Vich

Anthony Cousins Letter

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I'm not sure how this can be called a "positive update". Instead of dismissing the Swatch motion on the evident basis explained above, the Swiss judge is taking more time to evaluate it, and could end up deciding that is legitimate, that is, allowing it to go to court (another judge, more time, more money).

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OK this is my interpretation of the latest update. The best form of defence is attack hence Swatch (who are clearly now worried) have attacked by issuing a NDA in a Swiss court. Cousins have on there side Swiss lawyers who it looks like have put forward a very strong case that a NDA is not appropriate. If this proves correct then a very important step has been taken because this result further enhances the already strong case Cousins is putting forward. The worry for me is if the final case will be in a Swiss not a UK court

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I do think that this is a positive development since it suggests that even on their home ground in a Swiss court the case Swatch has brought against Cousins is at least questionable. If the further deliberations by the Swiss judiciary bear this out and the NDA is considered to be groundless then from what I can gather the next round would be fought in the UK High Court. Swatch clearly don't want that to happen as they launched their NDA case in Switzerland specifically to try and prevent it.

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Hers the latest update from cousins.... I'm not sure i quite understand it! is this meaning the watchdog says swatch must stop supplying movements??

News Update: 28.10.16 - Watchdog says Swatch must stick to movements deal

http://www.swissinfo.ch/eng/competition_watchdog-says-swatch-must-stick-to-movements-deal/42549174

The origins of this Comco action are all about the dominant position that ETA has in the Swiss movement manufacture market place. There key rivals in this area are Selita and Soprod, who are minnows in comparison. Comco negotiated with ETA for a reduction in movements sold, the apparent motive being to allow rivals a chance of market share. ETA negotiated the timing of these limits and then unfortunately for ETA, the bottom fell out the Far East market for luxury Swiss watches, and they were left with a massive overstock, so they went cap in hand back to Comco to ask if either the limits could be temporarily raised, or the deadlines extended. No one in the industry is surprised that Comco have said “No”. In the last month, another Swiss movement manufacturer (ISA) has shut down, and whilst they mostly made cheap quartz movements, the result is less competition in the Swiss Movement market, not more, which is what Comco were looking for.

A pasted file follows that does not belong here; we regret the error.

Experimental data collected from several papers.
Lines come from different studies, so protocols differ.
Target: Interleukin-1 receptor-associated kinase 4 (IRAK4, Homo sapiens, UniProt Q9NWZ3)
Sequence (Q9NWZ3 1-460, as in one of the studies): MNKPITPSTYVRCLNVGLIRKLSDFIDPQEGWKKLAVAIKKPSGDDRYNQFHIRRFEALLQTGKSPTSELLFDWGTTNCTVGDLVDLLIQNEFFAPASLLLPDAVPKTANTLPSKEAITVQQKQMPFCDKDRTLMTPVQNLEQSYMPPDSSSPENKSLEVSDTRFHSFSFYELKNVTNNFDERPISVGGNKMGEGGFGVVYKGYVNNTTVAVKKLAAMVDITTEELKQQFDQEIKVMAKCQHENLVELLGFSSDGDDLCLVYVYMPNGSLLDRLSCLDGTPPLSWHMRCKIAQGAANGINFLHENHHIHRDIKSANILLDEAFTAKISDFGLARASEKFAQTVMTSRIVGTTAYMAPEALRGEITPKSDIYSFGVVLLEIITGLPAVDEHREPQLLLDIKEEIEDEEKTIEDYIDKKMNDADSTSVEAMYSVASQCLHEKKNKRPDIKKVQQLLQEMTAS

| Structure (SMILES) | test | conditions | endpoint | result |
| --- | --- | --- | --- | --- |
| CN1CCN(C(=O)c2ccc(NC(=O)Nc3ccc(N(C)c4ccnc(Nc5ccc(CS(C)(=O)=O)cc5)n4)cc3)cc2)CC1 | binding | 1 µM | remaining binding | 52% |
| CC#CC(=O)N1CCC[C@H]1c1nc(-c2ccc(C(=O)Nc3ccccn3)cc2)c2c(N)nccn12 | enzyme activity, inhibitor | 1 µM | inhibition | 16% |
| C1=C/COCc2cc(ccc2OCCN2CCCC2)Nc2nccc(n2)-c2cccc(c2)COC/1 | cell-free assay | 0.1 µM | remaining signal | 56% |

This story is all about ETA selling movements to all sorts of watch manufacturers, both in and out of the Swatch Group. Remember that ETA do not make complete watches, only movements and components. This matter is not about supply of spares to wholesalers like Cousins. Swatch and media reports use the term "watch maker" and everyone needs to be careful not to confuse the term “watch maker” (meaning in this context watch manufacturer) which is who ETA are trying to shift these movements onto, and “watch repairer”, which is relevant to the after sales repair and service market.

Anthony Cousins.

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Hers the latest update from cousins.... I'm not sure i quite understand it! is this meaning the watchdog says swatch must stop supplying movements??

That they cannot supply more than agreed despite crying for more.
I wasn't even aware there was a cap. Now if they really want to sell more they will have to sell to anyone, anywhere,and maybe for less.